• [0022]
    Other types of information are not subject to the same types of privacy objections, and it may often be useful to store such information in a centralized database that is accessible to each of the TPUs 200. For instance, if the optical cards are used as identification to receive certain government benefits, a centralized database might record those benefits and the amounts that each individual is entitled to. This is more convenient than storing the information on the card because the amounts may change over time in response to cost-of-living or other adjustments made in the underlying programs. This may also be true of the specific access information in the example described above since a secure facility may reasonably wish to maintain its own records of who has been granted access. The system shown in FIG. 3B illustrates a system in which the TPUs are additionally connected with an electronic network 312 that has access to databases or other data-storage sources 316. The network may comprise the Internet or other wide-area network, a local-area network, a telephone network, and the like.
  • [0000]
    2. Optical Drive
  • [0023]
    In embodiments of the invention, the TPUs 200 in the network arrangements described above comprise an optical drive that allows the optical medium of optical cards to be scanned to extract the information stored thereon. These embodiments provide a light source, such as a laser source, with light from the source focused onto different portions of a surface of the optical medium depending on a state of the optical arrangement. In this way, the identification of the binary state associated with that position of the optical-medium surface may be determined. Scanning over the optical medium is achieved by moving through different states of the optical arrangement, the different states being achieved by motion of optical components comprised by the optical arrangement. In some embodiments, this motion comprises a combination of rotational motions about two axes; these embodiments are described below as rotationally centric beam-delivery embodiments. In other embodiments, the motion of the optical components takes the form of translational motion along an axis; the embodiments are described below as radial-beam-delivery embodiments.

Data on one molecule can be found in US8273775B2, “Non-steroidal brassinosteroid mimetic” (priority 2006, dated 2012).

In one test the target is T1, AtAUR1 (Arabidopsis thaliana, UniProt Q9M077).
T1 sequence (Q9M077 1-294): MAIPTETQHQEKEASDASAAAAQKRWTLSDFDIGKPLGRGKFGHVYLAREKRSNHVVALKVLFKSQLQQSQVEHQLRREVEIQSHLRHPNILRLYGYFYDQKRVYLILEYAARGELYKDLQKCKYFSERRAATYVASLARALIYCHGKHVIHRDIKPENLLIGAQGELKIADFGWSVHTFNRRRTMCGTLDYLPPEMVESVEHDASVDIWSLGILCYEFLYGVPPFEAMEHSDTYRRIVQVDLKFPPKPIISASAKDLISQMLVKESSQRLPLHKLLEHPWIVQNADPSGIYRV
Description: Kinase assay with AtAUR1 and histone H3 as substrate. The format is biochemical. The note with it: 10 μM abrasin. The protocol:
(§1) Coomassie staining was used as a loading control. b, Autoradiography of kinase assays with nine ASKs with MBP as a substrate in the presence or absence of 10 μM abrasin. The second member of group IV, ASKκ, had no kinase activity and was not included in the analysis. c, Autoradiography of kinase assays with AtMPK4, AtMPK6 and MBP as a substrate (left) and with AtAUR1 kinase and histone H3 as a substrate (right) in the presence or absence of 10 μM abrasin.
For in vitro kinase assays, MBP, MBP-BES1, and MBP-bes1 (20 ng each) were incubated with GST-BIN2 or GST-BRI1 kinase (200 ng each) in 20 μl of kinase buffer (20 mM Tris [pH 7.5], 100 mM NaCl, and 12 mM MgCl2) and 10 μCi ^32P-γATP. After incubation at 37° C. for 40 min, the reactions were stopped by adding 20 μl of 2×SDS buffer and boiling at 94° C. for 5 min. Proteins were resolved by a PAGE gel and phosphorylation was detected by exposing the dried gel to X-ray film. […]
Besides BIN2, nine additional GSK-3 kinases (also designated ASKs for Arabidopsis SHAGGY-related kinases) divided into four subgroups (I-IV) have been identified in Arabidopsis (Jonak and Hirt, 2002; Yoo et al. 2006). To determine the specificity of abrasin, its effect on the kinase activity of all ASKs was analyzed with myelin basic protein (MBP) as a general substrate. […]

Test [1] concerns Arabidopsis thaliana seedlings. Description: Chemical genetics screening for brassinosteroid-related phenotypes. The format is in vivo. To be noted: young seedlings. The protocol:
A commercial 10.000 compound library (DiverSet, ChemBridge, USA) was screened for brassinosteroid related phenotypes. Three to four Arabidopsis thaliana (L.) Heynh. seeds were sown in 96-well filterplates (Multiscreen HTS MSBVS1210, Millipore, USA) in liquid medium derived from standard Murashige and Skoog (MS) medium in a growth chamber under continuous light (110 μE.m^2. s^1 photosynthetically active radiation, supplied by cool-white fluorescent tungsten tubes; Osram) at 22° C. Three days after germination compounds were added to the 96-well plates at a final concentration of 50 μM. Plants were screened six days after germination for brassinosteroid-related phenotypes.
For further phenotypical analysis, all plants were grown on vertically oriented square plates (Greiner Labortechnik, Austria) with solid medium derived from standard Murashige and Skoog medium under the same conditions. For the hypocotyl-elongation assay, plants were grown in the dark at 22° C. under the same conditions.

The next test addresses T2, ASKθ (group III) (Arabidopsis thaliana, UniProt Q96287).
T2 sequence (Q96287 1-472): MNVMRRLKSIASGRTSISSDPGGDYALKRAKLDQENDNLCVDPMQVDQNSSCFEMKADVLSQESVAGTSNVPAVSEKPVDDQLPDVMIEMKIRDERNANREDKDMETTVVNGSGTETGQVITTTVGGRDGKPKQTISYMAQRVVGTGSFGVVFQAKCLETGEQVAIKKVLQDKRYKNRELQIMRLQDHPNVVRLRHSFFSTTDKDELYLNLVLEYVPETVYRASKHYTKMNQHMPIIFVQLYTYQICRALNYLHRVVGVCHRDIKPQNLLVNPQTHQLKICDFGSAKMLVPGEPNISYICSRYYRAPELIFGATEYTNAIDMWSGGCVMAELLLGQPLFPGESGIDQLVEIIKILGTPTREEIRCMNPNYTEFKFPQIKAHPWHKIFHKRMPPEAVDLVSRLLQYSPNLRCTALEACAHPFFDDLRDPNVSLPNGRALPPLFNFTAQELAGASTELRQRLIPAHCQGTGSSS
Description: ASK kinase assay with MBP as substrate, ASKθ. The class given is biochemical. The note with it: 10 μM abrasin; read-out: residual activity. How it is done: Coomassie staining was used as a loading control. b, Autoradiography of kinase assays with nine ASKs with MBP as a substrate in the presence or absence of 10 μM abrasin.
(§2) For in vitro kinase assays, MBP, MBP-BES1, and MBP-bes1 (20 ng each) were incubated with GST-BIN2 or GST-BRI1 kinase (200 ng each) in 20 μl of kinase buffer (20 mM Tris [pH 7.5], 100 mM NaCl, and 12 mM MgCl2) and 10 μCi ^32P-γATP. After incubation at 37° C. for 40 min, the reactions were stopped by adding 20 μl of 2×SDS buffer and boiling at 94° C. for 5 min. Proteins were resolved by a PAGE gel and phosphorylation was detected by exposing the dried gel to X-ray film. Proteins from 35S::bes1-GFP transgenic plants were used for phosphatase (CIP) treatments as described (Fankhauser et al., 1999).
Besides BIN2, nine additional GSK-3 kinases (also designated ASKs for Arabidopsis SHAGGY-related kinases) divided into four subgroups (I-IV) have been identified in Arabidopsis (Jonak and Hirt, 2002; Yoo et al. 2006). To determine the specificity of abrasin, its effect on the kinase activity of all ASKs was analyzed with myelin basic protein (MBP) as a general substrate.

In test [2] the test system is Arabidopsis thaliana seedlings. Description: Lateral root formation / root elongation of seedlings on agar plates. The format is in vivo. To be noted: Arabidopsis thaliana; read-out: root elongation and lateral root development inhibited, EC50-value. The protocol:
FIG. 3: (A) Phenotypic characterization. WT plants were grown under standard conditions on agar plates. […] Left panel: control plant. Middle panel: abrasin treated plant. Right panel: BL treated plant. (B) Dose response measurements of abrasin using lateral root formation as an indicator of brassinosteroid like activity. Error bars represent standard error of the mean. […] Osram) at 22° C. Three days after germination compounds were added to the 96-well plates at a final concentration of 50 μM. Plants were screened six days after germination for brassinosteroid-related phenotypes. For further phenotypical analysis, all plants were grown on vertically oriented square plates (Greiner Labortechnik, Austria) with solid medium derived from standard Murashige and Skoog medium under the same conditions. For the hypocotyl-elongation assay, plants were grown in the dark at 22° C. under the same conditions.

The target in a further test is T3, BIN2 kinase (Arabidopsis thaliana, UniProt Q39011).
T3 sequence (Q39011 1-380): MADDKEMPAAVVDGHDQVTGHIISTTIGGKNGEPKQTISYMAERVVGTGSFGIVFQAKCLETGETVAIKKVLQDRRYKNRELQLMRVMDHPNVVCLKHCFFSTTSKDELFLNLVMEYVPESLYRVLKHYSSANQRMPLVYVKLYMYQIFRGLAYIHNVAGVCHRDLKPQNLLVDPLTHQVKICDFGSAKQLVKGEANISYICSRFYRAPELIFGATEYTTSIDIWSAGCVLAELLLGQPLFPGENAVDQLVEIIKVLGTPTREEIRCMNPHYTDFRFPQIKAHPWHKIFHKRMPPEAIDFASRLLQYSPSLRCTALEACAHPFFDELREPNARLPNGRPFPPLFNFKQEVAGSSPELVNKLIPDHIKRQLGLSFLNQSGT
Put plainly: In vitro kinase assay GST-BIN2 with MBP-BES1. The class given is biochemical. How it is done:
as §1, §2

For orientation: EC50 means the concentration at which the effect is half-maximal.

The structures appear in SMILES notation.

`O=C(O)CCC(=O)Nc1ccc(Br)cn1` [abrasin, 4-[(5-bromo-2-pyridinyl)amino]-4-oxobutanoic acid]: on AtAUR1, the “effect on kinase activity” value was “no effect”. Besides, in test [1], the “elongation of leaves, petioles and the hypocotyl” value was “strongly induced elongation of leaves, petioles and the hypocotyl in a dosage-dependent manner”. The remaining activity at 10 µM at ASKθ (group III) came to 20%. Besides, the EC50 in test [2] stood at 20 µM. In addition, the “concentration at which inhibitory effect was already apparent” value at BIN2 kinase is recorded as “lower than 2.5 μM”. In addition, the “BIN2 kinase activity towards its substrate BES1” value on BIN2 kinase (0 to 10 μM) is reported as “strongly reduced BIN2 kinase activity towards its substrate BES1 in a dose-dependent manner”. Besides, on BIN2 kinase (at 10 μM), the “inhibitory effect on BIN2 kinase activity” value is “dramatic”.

• [0024]
    In the embodiments described in detail below, the optical arrangements make use of “beam-redirection elements,” which refer herein to optical structures that cause a light beam propagating along an input axis to the element to be redirected to propagate along an output axis from the element that is noncollinear with the input axis. Thus, redirection elements may include reflective or refractive elements, or combinations of reflective and refractive elements, such as a mirror, an assembly of mirrors, a prism, a plurality of prisms, a combination of mirrors and prisms. The optical arrangements also comprise “collimation elements,” which act collimate a divergent beam of light and may thus include such components as lenses, curved mirrors, and the like. Similarly, the optical arrangements comprise “focusing elements,” which perform the inverse function of focusing a collimated beam of light and may thus also include such components as lenses, curved mirrors, and the like.
  • [0025]
    a. Rotationally Centric Beam-Delivery Embodiments
  • [0026]
    The optical arrangements used by certain rotationally centric beam-delivery embodiments include a plurality of beam-redirection elements, with a first of the beam-redirection elements being rotatable about a principal axis and a second of the beam-redirection elements being rotatable about the output axis of the first beam-redirection element. This is illustrated for a specific embodiment in FIG. 4, in which the beam-redirection elements comprise translating prisms. In FIG. 4, the optical medium to be examined by the optical drive is denoted by reference number 450. This optical medium may be comprised by an optical card in some embodiments, but may generally be any type of medium on which optically readable data have been encoded.